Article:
During the first five minutes of exercise, I felt more of the heat retaining capabilities rather than feeling stuffy. After that, I began to sweat as it got warmer and more humid. Unlike the Pertex Shield, the temperature inside the garment seemed to rise at first, then perspiration, and finally moisture started to build up inside. However, I ended up being soaked in sweat again at the end of my workout.
I had previously thought that Shield Pro was superior in breathability but there was a big difference in how dry I felt when compared to the Shield Air. On the other hand, heat retention is an important function of rainwear and the Shield Pro carries a great balance of moisture wicking capabilities and heat retention.
Comparison by Data
Humidity in the Fabrics
Now, let’s take a look at how moisture within the clothes increased after the tests. After 30 minutes of exercise, the humidity inside the clothes reached 94% for Pertex shield, 92% for S Pertex Shield Pro, and 84% for Pertex Shield Air. Resulting in the Shield Air maintaining 10% lower humidity than the regular Shield.
The elapsed time until the humidity exceeds 80% for each material, when I started to feel stuffy, is as follows:
Shield: 10 mins and 20 secs, Shield Pro: 10 mins and 40 secs, Shield Air: 15 mins and 20 secs
For Pertex Shield and Shield Pro, the humidity increased over time, but for Shield Air, it reached its upper limit at about 83% humidity and remained unchanged until the end. We can say that the balance of the air/moisture-permeability of the Shield Air, as well as the fan’s cooling effects, mitigated the rise in humidity inside the garment.
Humidity Increase after Exercise
The range of increase in humidity in the room and the clothing was compared before and after 30 minutes of exercise. As I exercised, water vapor from sweat and my breath filled the room, increasing humidity.
As the difference in humidity between the inside and outside of the garment got closer, the moisture-permeability hindered, and the humidity inside the garment of Shield and Shield Pro increased significantly, while the humidity of the room and inside the garment when testing the Shield Air was a more gradual increase. The Shield Air was able to mitigate the moisture released from my breath and body compared to the other fabrics.
Temperature in the Fabric
The air conditioner was set at 18 degrees Celsius, and the results showed there was slight differences in temperature inside the garments. The temperature increased over time, reaching 29.1 degrees Celsius for Shield Air, 29.4 degrees Celsius for Shield, and 29.6 degrees Celsius for Shield Pro. The difference between Shield Air and Shield Pro was 0.5 degrees. Shield Air almost consistently maintained lower temperatures and was cooler than the Shield, even though the fabric is thicker.
Although Shield Air had the best results, it is important to mention that compared to the previous graph with contrasting humidity levels, all three fabrics had relatively close temperatures inside the garments. This points out that perspiration(≈moisture inside the garments) wasn’t solely brought about by the increase in body temperature from continued exercise, but was also clearly influenced by the breathability and moisture-permeability of the fabrics.
There was no special fluctuation in heart rate during the multi-day testing among the three garments. This indicates that the differences in the humidity and temperature inside the garments were not influenced by my physical condition.
Considerations based on the results
The type of exercise I tested here, where the heart rate reached 160 BPM, is considered to be a high-intensity activity comparable to a series of steep climbs, running, or strenuous walks in the deep snow, and I would sweat even without a rain jacket anyway. And with rainwear on, even if I wore my highly moisture-wicking merino wool base layer, I would still get soaked on the inside. In fact, I sometimes tend to think that the role of rainwear was not to keep me dry but to keep my body temperature from dipping down because I would get soaked either from the rain or my sweat. Only, the rain, combined with the wind, would take away my body heat. Therefore, it is safer to keep the rain shell on in the rain even if it is uncomfortable.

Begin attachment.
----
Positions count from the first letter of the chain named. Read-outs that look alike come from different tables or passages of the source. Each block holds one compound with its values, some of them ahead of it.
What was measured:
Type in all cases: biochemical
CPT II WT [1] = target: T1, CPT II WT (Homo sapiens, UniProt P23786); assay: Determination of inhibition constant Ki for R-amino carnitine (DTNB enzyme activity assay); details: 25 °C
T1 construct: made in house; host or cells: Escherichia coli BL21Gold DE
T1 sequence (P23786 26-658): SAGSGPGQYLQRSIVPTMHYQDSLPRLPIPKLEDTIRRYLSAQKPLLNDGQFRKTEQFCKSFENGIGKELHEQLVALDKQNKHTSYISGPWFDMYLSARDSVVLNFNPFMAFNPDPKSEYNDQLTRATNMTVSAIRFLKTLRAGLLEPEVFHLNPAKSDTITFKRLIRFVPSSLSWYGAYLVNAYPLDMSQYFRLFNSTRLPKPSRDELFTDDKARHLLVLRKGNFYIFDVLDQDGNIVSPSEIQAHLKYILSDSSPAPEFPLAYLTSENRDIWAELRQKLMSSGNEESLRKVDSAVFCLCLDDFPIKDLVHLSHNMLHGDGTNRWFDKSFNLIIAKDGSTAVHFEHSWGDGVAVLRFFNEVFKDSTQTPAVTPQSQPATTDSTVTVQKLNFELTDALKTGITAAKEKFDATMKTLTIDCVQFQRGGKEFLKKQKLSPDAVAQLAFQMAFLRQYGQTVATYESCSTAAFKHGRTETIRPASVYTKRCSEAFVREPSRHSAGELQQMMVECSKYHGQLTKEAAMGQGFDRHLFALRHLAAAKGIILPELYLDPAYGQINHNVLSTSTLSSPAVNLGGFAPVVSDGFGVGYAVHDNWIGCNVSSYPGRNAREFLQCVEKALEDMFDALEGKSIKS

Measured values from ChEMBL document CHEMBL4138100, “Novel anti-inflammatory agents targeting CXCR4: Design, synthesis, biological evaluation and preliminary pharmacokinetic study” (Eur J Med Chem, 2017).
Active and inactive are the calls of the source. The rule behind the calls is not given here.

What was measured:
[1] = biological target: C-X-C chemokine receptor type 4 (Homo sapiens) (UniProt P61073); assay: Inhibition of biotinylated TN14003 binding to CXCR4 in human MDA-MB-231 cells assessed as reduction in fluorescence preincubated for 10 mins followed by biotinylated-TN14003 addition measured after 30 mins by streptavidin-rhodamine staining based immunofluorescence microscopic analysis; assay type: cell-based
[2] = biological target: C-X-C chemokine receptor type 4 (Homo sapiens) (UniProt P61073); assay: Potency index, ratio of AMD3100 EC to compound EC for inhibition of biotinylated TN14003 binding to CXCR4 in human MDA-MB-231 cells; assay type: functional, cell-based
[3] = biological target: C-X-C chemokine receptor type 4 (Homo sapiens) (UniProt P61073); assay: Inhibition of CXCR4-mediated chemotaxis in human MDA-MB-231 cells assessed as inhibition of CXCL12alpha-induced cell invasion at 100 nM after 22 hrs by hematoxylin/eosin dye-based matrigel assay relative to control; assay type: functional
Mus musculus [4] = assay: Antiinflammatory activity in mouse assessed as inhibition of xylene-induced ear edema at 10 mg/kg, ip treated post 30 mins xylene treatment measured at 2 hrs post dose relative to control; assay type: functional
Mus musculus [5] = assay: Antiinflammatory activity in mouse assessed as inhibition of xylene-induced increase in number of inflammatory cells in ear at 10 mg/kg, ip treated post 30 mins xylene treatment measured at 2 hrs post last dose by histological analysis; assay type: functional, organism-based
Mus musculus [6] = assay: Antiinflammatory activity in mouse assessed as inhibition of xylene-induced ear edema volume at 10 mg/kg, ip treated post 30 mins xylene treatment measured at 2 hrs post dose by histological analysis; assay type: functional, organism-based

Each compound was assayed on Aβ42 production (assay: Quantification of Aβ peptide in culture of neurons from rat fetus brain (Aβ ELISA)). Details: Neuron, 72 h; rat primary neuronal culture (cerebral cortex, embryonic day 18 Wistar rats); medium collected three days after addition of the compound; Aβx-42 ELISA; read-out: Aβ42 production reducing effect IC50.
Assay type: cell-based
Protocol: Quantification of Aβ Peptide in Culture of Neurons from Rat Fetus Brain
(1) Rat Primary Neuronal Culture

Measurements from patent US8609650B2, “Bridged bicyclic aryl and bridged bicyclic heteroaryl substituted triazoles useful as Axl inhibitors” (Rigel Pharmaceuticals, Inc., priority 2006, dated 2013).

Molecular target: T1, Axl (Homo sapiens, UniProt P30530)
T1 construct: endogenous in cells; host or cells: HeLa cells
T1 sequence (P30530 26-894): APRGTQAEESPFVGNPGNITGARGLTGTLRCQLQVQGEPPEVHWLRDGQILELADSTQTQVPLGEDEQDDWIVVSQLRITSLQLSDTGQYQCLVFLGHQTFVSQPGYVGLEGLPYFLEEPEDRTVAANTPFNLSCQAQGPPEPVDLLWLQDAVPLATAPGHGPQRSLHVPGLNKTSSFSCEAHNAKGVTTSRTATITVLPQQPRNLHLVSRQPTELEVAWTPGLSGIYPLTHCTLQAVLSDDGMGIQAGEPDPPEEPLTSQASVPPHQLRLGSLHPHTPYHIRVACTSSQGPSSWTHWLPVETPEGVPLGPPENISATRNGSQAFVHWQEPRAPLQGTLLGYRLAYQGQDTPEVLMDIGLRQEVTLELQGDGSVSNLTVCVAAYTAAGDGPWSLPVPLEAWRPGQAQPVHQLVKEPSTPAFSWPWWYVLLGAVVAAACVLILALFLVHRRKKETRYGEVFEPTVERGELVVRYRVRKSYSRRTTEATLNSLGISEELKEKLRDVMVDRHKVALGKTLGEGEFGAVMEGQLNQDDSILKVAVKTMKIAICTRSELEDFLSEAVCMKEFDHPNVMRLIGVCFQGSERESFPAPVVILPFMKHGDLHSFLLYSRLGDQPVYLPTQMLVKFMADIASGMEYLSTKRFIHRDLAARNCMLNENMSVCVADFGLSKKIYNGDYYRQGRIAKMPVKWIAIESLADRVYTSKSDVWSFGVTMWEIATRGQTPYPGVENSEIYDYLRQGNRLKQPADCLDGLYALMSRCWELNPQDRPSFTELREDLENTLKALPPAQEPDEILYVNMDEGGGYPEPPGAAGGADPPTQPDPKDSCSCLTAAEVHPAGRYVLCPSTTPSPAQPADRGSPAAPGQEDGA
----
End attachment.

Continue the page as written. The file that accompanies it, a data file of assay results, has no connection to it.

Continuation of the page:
The breathability and lightness of the Shield Air are something that sets it apart from conventional rainwear. In addition to the high breathability of the fabric itself, which keeps me dry, the lightness of the Shield Air allows outside air to enter the garment, providing a high level of ventilation. In my opinion, if the load of the exercise was lowered a little, perhaps to a heart rate of 140 BPM, the humidity inside the garment would be kept in the 70% range, and I would be able to continue exercising without sweating and maintain dryness.
In addition, less sweating means less consumption of energy and water, which allows you to preserve stamina even in situations when supplies can be limited. *This may be interpreted that Shield Air is more than comfortable but also performance enhancing in terms of an increase in distance and safety.
*We expected that the heart rate would be kept at a low rate with the suppression of sweating, but this was not the case. This was a good finding in terms of consistency of the experimental results, but it seems that sweating alone cannot explain the mechanism of exercise load.
On the other hand, the breathability of Shield Air may have a negative effect in cold environments. Is Shield Air too cold because it’s too breathable? Well, I have walked on Mt. Yatsugatake in strong winds in winter with a NeoShell jacket, another type of nanofiber, without any problems, and I have realized that superior breathability does not mean inferior wind protection. In such a windy and cold environment, it is necessary to be creative in the layering of any rainwear, including Shield Air.
In the next and final installment, #3, we invited Tomoya Tsuchiya of Hikers Depot and Kei Kuwahara of Run boys! Run girls! to share their opinions on the impact of “High-performance rainwear that can be worn as at all times” with hikers and runners, how it compares and differs from existing rainwear, and examples of evolving styles of layering. We hope you will join us as we discuss these interesting topics.
To be continued in “#3: Tomoya Tsuchiya x Kei Kuwahara x Yamatomichi Lab Trilogy”